Tuesday, January 30, 2018

Where did it come from?

I found this old sycamore key today lying like some strange deep sea fish on Troy Track on the eastern side of M3.  Winter had shredded the blade of the samara revealing the sinews that hold it all together with the muscular, batswing fingers stretching from the seed casing.  This casing is slightly chewed as though some creature was, unsuccessfully, after the seed.

There is no fruiting sycamore tree near M3 though two or three seedlings have appeared over the years, so I wondered how far it had samaraed through the air before coming to rest.  Despite careful scrutiny I could find no microfungi on it so I have put it in a small plastic box with damp paper to see if anything will incubate.

Tuesday, January 16, 2018

A first spring development

I look at M3 practically every day now to seen any signs of spring ahead.  There seems to be very little, but in the last week or so these leaves of cuckoopint (Arum maculatum) have emerged by the old yew log in the penumbra area.

The leaves are beautifully fresh and green and, in this example, patterned with purple black spots (hence the specific name maculatum, I suppose).  These spots only occur on some of the plants and I have read that they are caused by a fungus Melanustilospora ari.  

Tuesday, January 02, 2018

Ash bark lichens, changing winds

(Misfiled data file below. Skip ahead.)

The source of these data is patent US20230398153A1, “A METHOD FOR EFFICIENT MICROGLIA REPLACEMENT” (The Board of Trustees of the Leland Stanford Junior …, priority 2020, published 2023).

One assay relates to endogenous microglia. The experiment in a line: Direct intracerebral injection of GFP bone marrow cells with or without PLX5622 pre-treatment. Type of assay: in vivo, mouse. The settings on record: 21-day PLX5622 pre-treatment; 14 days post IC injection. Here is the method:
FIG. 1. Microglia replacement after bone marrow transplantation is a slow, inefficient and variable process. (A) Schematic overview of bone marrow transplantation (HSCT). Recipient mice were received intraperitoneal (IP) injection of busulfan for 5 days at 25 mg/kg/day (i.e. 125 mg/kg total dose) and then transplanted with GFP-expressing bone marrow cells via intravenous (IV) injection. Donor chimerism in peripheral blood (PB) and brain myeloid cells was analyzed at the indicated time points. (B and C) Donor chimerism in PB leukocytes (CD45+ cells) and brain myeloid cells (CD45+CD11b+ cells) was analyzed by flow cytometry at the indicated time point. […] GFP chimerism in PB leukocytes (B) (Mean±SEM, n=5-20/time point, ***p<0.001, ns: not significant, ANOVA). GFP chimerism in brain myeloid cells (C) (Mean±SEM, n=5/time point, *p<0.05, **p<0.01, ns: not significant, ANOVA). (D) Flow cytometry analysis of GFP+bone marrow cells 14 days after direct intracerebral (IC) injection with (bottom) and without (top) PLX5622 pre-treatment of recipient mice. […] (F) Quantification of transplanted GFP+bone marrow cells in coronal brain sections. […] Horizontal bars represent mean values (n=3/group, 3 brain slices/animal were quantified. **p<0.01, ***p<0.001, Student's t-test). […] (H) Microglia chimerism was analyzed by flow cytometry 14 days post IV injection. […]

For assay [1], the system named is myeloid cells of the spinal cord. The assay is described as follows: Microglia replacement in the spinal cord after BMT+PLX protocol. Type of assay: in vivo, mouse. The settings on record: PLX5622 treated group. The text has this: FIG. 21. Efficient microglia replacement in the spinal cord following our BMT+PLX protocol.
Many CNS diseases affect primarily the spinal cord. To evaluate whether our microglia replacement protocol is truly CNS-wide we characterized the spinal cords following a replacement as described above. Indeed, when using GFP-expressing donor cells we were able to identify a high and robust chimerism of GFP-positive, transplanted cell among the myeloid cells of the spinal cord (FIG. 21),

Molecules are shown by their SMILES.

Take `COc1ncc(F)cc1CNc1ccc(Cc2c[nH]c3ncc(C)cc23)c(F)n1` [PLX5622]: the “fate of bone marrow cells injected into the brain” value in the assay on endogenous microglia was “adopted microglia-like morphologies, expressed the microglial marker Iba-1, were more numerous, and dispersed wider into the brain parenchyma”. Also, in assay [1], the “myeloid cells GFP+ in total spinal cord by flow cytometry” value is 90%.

The start of 2018 has been depressingly grey and wet so I was pleased to find something to attract my attention.  The smooth grey bark of the ash tree has quite a few scarcely visible, circular patches of lichen.  I think the species might be Opegrapha atra though this is very close to O. herbarum and some other species.  Getting an accurate determination will need microscope work I think.

On a rather larger level there have been further changes to the area surrounding M3 inasmuch a large whitebeam that has grown some 20 metres west of the project has blown down.  The reason is, I suspect, that many oaks were removed in the autumn from a garden to the north and this has allowed winds from the north to topple the whitebeam.  With the incense cedar to the south this will make a considerable change to the pattern of wind circulation in and around M3, though I doubt whether I shall be able to disentangle the effects of this from changes brought about by increased light levels and other factors.